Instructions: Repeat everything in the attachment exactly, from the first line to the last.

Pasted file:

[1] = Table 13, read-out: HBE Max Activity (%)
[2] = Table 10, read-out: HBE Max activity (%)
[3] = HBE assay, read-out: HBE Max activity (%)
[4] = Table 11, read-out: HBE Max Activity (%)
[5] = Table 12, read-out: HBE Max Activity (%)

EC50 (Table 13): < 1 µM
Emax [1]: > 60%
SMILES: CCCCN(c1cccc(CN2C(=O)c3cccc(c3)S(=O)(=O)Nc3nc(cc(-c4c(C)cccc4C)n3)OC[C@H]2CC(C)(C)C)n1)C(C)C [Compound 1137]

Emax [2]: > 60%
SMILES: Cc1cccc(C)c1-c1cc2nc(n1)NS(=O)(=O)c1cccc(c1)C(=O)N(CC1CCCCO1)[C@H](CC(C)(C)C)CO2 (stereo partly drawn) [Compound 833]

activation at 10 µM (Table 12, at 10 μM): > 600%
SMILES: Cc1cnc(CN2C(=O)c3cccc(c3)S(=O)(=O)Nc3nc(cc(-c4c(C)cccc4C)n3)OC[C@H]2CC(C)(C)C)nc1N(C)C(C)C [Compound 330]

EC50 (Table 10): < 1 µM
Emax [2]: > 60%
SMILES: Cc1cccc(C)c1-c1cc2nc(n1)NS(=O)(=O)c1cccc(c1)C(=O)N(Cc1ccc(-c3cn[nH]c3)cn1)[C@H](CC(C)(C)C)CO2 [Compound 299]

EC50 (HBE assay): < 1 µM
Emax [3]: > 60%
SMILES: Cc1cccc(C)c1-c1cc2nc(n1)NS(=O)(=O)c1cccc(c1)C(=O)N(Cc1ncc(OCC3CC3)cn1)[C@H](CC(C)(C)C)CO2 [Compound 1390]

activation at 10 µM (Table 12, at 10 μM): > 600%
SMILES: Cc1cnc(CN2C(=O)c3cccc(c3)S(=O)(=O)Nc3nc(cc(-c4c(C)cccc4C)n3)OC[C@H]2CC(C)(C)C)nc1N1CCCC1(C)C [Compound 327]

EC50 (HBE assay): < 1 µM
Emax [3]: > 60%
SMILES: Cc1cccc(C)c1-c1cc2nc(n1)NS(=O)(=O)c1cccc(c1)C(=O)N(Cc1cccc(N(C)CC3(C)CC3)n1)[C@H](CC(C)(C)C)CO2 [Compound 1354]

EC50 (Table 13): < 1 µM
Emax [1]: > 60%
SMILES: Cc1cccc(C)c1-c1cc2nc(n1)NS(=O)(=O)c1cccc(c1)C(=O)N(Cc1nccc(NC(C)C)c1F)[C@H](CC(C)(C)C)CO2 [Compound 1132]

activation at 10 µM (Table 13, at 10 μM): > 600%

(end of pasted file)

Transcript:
[1] = Table 13, read-out: HBE Max Activity (%)
[2] = Table 10, read-out: HBE Max activity (%)
[3] = HBE assay, read-out: HBE Max activity (%)
[4] = Table 11, read-out: HBE Max Activity (%)
[5] = Table 12, read-out: HBE Max Activity (%)

EC50 (Table 13): < 1 µM
Emax [1]: > 60%
SMILES: CCCCN(c1cccc(CN2C(=O)c3cccc(c3)S(=O)(=O)Nc3nc(cc(-c4c(C)cccc4C)n3)OC[C@H]2CC(C)(C)C)n1)C(C)C [Compound 1137]

Emax [2]: > 60%
SMILES: Cc1cccc(C)c1-c1cc2nc(n1)NS(=O)(=O)c1cccc(c1)C(=O)N(CC1CCCCO1)[C@H](CC(C)(C)C)CO2 (stereo partly drawn) [Compound 833]

activation at 10 µM (Table 12, at 10 μM): > 600%
SMILES: Cc1cnc(CN2C(=O)c3cccc(c3)S(=O)(=O)Nc3nc(cc(-c4c(C)cccc4C)n3)OC[C@H]2CC(C)(C)C)nc1N(C)C(C)C [Compound 330]

EC50 (Table 10): < 1 µM
Emax [2]: > 60%
SMILES: Cc1cccc(C)c1-c1cc2nc(n1)NS(=O)(=O)c1cccc(c1)C(=O)N(Cc1ccc(-c3cn[nH]c3)cn1)[C@H](CC(C)(C)C)CO2 [Compound 299]

EC50 (HBE assay): < 1 µM
Emax [3]: > 60%
SMILES: Cc1cccc(C)c1-c1cc2nc(n1)NS(=O)(=O)c1cccc(c1)C(=O)N(Cc1ncc(OCC3CC3)cn1)[C@H](CC(C)(C)C)CO2 [Compound 1390]

activation at 10 µM (Table 12, at 10 μM): > 600%
SMILES: Cc1cnc(CN2C(=O)c3cccc(c3)S(=O)(=O)Nc3nc(cc(-c4c(C)cccc4C)n3)OC[C@H]2CC(C)(C)C)nc1N1CCCC1(C)C [Compound 327]

EC50 (HBE assay): < 1 µM
Emax [3]: > 60%
SMILES: Cc1cccc(C)c1-c1cc2nc(n1)NS(=O)(=O)c1cccc(c1)C(=O)N(Cc1cccc(N(C)CC3(C)CC3)n1)[C@H](CC(C)(C)C)CO2 [Compound 1354]

EC50 (Table 13): < 1 µM
Emax [1]: > 60%
SMILES: Cc1cccc(C)c1-c1cc2nc(n1)NS(=O)(=O)c1cccc(c1)C(=O)N(Cc1nccc(NC(C)C)c1F)[C@H](CC(C)(C)C)CO2 [Compound 1132]

activation at 10 µM (Table 13, at 10 μM): > 600%